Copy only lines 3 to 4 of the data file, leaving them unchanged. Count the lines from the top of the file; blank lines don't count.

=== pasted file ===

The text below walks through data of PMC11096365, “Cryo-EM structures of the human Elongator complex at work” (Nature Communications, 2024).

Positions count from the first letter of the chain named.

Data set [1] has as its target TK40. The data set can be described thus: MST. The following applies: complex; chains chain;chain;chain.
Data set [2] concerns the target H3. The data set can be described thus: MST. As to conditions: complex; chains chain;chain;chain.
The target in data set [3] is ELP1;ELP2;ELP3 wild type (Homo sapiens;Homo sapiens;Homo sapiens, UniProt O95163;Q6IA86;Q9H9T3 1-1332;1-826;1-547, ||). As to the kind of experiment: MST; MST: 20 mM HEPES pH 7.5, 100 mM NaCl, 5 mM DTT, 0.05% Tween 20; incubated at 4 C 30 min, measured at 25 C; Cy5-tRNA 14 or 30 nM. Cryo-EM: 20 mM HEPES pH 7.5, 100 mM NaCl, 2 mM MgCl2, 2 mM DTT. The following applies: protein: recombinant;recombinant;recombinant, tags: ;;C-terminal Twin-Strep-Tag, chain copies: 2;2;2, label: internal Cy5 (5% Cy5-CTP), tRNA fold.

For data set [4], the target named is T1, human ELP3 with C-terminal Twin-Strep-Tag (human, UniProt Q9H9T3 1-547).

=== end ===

Data set [1] has as its target TK40. The data set can be described thus: MST. The following applies: complex; chains chain;chain;chain.
Data set [2] concerns the target H3. The data set can be described thus: MST. As to conditions: complex; chains chain;chain;chain.